Probably the most talked about writing adage of all time is, “Write what you know.”

The phrase often causes confusion amongst writers. After all, if we ONLY wrote what we *literally* know, there would be no science fiction or fantasy, plus all Crime and Horror novelists and screenwriters would *need* to be serial killers! And that’s just for starters.

However, thinking about it metaphorically may produce disatisfying results, too. The notion that one HAS to be a woman (or vice versa), to write from the female perspective seems bizarre. As I am fond of reminding the Bang2writers, B2W has seen NO correlation between “good” female characters and the gender of the people writing them. I could say the same of race, class, disability, LGBT status and so on, too.

No writer is exempt from being *able* to write a story, but at the same time not all of us can automatically do a *particular* story or issue justice, either. This is why research is so crucial, as is ensuring we use multiple sources and not just one.

It’s also worth thinking about the level of complexity we need, too: we don’t want to overthink it, OR undercook it. Plus just because a particular character is an asshole, doesn’t mean the writer automatically is either (or vice versa!).

A writer doesn’t *have* to have lived something first hand to *get it* or to write about it. Empathy is the name of the game when it comes to writing.

Another key factor worth remembering is that sometimes, we must allow the marginalised to tell their own stories; other times the majority can help break down barriers, first. It’s a difficult balancing act, but one writers should contemplate.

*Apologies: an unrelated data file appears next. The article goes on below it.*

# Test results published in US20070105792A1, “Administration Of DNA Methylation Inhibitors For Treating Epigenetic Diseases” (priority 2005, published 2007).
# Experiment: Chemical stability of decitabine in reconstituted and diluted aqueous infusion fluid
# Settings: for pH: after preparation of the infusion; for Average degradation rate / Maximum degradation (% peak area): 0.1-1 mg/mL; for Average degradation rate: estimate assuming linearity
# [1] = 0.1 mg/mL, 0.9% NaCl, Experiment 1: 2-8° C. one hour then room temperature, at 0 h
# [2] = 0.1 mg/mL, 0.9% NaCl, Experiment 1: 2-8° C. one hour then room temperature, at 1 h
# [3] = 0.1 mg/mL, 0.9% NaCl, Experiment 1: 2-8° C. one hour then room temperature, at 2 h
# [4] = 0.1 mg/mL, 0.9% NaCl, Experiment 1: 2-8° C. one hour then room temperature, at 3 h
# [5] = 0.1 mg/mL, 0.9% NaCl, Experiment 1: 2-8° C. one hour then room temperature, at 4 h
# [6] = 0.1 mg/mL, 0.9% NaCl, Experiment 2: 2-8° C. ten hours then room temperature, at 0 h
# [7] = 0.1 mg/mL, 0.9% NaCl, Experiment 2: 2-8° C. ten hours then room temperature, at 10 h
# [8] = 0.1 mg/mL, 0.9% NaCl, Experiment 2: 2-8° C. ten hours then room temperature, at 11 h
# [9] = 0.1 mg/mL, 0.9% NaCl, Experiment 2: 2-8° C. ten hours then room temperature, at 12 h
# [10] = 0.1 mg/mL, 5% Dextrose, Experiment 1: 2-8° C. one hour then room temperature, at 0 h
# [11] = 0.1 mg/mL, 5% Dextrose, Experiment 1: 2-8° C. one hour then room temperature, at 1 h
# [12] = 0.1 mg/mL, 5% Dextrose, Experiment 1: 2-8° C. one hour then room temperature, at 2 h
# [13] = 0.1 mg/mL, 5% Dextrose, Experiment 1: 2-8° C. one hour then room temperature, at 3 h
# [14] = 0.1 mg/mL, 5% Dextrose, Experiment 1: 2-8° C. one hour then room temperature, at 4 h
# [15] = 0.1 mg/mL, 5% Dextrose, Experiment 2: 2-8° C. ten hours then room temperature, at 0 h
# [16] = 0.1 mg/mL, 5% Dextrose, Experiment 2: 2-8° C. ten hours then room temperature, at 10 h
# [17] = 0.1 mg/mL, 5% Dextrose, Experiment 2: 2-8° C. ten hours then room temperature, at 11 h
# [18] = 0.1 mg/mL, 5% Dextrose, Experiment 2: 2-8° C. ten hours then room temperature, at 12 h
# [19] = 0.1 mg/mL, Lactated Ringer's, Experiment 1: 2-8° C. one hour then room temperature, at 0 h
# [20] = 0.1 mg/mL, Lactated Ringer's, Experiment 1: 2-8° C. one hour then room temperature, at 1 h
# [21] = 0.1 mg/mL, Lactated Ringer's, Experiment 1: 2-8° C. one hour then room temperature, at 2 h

So, remember:

Keyword: AUTHENTICITY.

WRITE WHAT YOU KNOW

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2 Responses to Writing Adages Explained: ‘Write What You Know’

  1. Jorge says:

    Its interesting you mentioned research, because when I ventured out of my comfort zone by writing a screenplay about a female “social path” killer, I knew nothing about the behavior, or social traits of such individuals, plus I also knew nothing about police procedure, except for what little I see in many of the current TV shows. So, I really had to do lots of research (thank heavens for Google) ANF even though it was exhausting at timed, I had the most fun I have ever had, plus for the very first time I had to outline in order to keep track of all the evidence involved in the crime. Hope my experience helps other Spec writers, here in their journey.

    • Lucy V Hay says:

      Yes, it’s funny how we THINK we know about a subject — but don’t. Doing our research and our due diligence as writers is SO important.

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